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    Russia, Germany Discuss Ukrainian Gas Transit


The present contract expires at midnight on December 31 and the operator of Nord Stream 2 is still waiting for a decision on where the line can cross Danish waters.

by: Joseph Murphy

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Natural Gas & LNG News, Europe, Corporate, Import/Export, Political, Supply/Demand, News By Country, Germany, Russia, Ukraine

Russia, Germany Discuss Ukrainian Gas Transit

Gazprom head Alexei Miller held a meeting in Moscow on October 9 with German government commissioner Georg Graf Waldersee to discuss Russian gas transit through Ukraine, Gazprom said in a statement.

The gas supplier’s 10-year transit contract with Ukraine’s Naftogaz is due to expire at the end of this year, and the two sides are yet to make progress agreeing a replacement deal. Ukraine is by far the biggest transit route for Russian gas supplies heading to Europe, with volumes totalling 87bn m3 in 2018.

Nord Stream 2 will be able to divert 55bn m³/yr from Ukraine, but its start date remains uncertain. It is about four-fifths built but Denmark has yet to decide which of the two proposed routes through its exclusive economic zone to approve.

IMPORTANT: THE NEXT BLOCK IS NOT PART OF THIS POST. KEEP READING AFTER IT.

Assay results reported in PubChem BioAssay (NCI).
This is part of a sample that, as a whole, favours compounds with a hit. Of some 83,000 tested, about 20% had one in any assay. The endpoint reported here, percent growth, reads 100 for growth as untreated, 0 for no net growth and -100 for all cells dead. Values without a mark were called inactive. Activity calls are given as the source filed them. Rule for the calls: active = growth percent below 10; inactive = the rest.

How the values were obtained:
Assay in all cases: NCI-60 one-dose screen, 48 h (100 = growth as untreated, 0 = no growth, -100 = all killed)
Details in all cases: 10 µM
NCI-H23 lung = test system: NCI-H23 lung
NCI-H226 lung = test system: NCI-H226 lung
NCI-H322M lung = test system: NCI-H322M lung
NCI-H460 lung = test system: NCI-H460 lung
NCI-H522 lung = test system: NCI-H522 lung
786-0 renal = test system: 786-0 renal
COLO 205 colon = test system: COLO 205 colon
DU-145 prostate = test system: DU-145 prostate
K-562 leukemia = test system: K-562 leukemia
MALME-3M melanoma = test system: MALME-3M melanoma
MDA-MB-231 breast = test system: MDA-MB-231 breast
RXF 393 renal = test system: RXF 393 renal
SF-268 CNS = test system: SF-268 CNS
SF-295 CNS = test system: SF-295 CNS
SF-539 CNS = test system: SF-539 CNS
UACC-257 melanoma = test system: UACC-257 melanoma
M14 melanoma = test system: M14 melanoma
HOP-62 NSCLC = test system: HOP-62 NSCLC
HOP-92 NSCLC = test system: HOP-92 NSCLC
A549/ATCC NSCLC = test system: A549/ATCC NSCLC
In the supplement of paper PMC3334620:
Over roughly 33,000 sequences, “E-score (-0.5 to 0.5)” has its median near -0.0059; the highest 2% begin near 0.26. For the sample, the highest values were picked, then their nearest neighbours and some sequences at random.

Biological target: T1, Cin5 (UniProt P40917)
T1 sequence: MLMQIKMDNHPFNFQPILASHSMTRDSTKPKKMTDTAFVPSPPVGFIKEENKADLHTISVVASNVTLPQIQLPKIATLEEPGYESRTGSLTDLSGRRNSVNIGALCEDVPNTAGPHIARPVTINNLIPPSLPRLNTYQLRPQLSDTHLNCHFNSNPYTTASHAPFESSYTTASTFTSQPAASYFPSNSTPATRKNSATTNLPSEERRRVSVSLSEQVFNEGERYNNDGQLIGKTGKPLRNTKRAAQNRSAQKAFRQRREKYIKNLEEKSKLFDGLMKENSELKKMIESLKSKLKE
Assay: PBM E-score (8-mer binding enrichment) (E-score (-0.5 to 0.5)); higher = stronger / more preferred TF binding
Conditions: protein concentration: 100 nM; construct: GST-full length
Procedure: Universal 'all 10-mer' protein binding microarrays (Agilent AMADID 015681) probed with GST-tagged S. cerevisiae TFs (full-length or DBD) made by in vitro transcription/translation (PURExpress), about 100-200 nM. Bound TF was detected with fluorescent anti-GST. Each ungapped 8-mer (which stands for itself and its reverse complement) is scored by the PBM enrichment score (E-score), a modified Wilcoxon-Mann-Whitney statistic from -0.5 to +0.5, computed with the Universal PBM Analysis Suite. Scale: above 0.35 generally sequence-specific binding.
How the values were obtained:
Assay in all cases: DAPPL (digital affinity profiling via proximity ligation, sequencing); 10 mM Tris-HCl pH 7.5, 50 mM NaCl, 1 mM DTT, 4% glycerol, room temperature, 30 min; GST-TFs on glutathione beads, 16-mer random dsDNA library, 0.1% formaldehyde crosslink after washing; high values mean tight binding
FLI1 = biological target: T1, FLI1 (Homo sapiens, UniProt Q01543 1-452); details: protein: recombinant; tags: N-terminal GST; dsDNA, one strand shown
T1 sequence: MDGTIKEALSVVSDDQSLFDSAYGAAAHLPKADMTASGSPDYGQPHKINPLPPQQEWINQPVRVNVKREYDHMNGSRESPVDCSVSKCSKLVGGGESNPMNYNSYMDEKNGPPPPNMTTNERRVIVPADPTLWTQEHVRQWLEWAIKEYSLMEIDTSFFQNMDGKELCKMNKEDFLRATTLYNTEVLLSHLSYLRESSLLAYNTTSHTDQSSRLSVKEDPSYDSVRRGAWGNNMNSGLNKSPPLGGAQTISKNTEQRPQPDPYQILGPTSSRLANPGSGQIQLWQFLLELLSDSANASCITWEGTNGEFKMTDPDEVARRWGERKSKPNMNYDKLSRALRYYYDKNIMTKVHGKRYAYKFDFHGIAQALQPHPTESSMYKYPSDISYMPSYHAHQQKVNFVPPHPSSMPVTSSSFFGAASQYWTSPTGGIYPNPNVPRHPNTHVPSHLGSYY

Uncertainty about supplies next year helps explain the decision of companies and governments across Europe to store record levels of gas to safeguard against disruptions. Germany is the biggest buyer of Russian gas in Europe, taking 58.5bn m3 last year, which, at 61%, is a sizeable majority of its total gas demand.

Miller and Waldersee discussed how Russian gas supplies to Europe would be organised next year. Gazprom reiterated its position that if Ukraine fails to unbundle its gas transmission system and implement other EU energy reforms on time, the only option will be to extend the existing contract.

Kiev, however, wants to arrange a new contract that complies with European network codes, and Naftogaz believes unbundling of its transport business as an independent system operator, and appropriate certification, is achievable this year.

According to Gazprom, Miller also said Ukraine needed to decide how much Russian gas it would purchase, so that Russia can determine how much of its transmission system capacity will be needed to provide for these supplies. For the past four or so years, Ukraine has bought no Russian gas directly from Gazprom, although nearly all its imports originate from Russia. Gas importers in Europe have been selling surplus gas at hubs, where prices have been very low this year.